Author and artist Michael Kupperman will be part of the "Funny Ha-Ha: Comedy in Comics" panel discussion, alongside Keith Knight, Kate Beaton, and Jennifer Hayden, moderated by Heidi MacDonald of The Beat and Publishers Weekly Comics World.
Get ready for some laughs this Sunday, September 18th at the St. Francis Screening Room [ 180 Remsen Street, Brooklyn Heights ].
And get ready to go insane for Twain! Complete tour dates can be found on our "Events" page.
Did you know our website has a well-stocked bargain section of Clearance Sale items and Closeout Deals? Well now you do! Here's just a couple of the excellent items we have marked down & priced to move:
Fred the Clown by Roger Langridge — Fred the Clown, the thinking man's idiot, has an eye for the ladies, but all they have for him is a carefully placed kneecap. Part Samuel Beckett, part Tex Avery; beautifully drawn, utterly inspired lunacy. Langridge's recent mainstream work has made him a critical darling — pick up this 2004 collection for some pure, unadulterated Langridge!$16.95$11.30 — You Save: 33.33%!Order Now
This weekend kicks off the Foolscap convention, a small conference of fantasy and sci-fi enthusiasts in Redmond, WA. And joining them as a "Guest of Honor" is our own Jim Woodring!
You guys, this convention sounds amazing. Not only do you get to hobnob with fellow readers, writers, and artists, but they're kicking it off on Friday with a chocolate reception. Why don't all cons do that?
Join Jim on Saturday from 3:00 to 4:30 PM for the panel "Woodring on Woodring," and then on Sunday from 11:00 to 12:00 pm, he'll be on the panel for "Comics Without Captions," a discussion on wordless graphic novels.
Foolscap runs from Friday, September 16th through Sunday, September 18th at the Redmond Marriott Town Center [7401 164th Avenue NE] in Redmond, Washington.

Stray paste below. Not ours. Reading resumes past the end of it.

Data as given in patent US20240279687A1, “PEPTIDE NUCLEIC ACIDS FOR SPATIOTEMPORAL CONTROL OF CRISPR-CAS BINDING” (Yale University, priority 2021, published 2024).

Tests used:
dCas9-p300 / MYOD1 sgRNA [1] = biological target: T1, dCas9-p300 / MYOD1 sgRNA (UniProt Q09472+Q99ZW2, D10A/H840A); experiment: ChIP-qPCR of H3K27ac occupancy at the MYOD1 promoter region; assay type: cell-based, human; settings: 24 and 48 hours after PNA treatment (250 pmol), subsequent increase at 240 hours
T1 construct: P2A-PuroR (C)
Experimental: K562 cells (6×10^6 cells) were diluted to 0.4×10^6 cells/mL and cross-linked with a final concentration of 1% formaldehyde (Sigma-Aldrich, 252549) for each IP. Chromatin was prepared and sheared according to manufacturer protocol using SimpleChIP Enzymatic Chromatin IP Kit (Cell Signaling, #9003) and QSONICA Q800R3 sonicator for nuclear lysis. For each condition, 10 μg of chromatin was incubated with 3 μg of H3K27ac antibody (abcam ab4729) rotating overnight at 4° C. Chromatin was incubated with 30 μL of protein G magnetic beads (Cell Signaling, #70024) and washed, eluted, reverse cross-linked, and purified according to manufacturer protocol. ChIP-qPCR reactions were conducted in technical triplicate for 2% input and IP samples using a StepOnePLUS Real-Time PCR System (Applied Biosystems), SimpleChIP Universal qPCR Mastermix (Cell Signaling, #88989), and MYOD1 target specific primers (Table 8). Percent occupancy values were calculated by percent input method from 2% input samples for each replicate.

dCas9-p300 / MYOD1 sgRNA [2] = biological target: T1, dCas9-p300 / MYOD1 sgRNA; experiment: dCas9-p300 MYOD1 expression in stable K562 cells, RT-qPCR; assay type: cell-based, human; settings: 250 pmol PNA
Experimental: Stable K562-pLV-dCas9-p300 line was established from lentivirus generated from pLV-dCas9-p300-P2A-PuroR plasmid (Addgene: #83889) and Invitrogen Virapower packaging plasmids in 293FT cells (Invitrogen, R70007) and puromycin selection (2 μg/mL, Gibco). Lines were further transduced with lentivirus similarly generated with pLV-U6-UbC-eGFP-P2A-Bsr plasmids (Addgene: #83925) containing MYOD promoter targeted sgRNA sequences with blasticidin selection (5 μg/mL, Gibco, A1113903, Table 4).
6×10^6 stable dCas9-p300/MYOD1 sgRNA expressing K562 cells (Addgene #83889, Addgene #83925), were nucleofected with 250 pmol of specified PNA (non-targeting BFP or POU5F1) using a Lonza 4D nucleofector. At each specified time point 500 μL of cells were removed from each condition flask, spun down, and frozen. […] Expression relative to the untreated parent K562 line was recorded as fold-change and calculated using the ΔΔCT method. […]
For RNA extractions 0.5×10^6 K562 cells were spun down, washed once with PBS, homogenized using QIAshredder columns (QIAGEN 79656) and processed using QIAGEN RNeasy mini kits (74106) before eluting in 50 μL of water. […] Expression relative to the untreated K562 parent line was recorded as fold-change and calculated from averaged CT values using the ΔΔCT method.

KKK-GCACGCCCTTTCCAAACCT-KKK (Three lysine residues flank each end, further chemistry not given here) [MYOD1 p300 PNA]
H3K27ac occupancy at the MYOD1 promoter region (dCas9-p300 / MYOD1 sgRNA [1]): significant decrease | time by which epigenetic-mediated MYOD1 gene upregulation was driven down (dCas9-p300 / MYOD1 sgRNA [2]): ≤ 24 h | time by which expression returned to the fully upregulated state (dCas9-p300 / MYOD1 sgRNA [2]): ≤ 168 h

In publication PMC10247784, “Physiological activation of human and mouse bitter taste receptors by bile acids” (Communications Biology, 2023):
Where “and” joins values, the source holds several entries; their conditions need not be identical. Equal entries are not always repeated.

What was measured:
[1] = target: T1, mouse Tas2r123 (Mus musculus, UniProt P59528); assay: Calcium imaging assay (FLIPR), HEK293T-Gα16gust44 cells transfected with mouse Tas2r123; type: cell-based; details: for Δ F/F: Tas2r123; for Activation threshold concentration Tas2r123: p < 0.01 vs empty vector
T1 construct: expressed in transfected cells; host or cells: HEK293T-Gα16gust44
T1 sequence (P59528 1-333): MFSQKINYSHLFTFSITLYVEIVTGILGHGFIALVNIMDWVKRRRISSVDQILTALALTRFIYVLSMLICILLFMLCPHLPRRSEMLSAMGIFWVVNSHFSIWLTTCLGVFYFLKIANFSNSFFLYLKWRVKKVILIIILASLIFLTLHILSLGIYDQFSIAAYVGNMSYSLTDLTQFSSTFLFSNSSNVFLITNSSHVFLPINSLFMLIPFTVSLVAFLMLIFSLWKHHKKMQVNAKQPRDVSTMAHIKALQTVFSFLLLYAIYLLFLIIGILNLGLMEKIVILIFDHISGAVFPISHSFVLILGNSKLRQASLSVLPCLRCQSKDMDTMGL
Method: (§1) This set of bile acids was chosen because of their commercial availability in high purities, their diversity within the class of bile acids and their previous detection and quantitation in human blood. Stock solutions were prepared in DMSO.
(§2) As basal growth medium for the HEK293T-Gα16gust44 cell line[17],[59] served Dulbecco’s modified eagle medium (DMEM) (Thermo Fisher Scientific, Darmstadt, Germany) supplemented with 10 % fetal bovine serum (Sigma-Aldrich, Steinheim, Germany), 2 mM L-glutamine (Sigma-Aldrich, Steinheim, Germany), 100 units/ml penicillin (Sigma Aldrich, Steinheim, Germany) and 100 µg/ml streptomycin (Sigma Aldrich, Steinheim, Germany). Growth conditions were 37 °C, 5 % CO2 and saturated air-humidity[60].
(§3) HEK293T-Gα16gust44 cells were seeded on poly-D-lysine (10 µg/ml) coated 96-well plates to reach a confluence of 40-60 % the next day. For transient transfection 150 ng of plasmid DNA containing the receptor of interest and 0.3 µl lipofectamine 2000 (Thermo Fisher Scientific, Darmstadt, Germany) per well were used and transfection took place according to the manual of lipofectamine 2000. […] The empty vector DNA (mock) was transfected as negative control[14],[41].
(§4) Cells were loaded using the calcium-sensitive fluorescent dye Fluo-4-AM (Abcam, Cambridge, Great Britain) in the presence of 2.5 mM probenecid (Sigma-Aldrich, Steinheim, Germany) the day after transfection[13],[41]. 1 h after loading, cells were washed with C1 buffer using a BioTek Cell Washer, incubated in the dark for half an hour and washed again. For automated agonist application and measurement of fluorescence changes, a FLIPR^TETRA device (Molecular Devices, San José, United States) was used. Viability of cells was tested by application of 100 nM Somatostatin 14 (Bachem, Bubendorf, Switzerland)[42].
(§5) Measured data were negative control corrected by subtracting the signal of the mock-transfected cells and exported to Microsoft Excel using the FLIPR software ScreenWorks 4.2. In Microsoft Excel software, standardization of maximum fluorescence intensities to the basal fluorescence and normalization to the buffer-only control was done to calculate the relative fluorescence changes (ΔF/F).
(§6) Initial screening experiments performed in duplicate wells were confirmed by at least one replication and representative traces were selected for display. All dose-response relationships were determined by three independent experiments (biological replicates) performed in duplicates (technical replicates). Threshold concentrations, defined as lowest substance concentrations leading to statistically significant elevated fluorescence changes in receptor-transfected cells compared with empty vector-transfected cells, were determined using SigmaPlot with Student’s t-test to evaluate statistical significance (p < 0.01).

After nearly 30 years, Love and Rockets just keeps getting better, and this issue of the annual 3rd incarnation finds the Brothers Hernandez at the peak of their storytelling powers.
Jaime Hernandez's emotionally powerful stories in the last issue of Love and Rockets: New Stories ("The Love Bunglers" and "Browntown") were among the most critically-acclaimed comics of the year. In this new issue, Jaime ups the ante even more. The final chapters of "The Love Bunglers" continue tracking Maggie's romantic travails in the here and now, with an escalating series of entanglements and a shocking event which sends things hurtling to a stunning conclusion over the breathtaking and heartrending final ten pages. Nestled in the midst of this is the masterful "Return for Me," a sequel of sorts to "Browntown" in which teenage Maggie returns to Hoppers and a new life.
Meanwhile, on the Gilbert side, things lead off with the 35-page cover story "King Vampire": Two lovable teens, Cecil and Trini, want to join a local vampire club, but real vampires show up and things get deadly serious. Cecil loves it but Trini has her doubts about going all the way. It's another starring role for budding starlet "Killer" — and one of those vampires looks an awful lot like a certain Z-movie actress from Gilbert's post-Palomar world… Then High Soft Lisp's Fritz returns in "And Then Reality Kicks In," a 15-page walk-and-talk in which Fritz reunites with an old beau. This complex and layered dialogue may be Gilbert's finest piece of writing yet.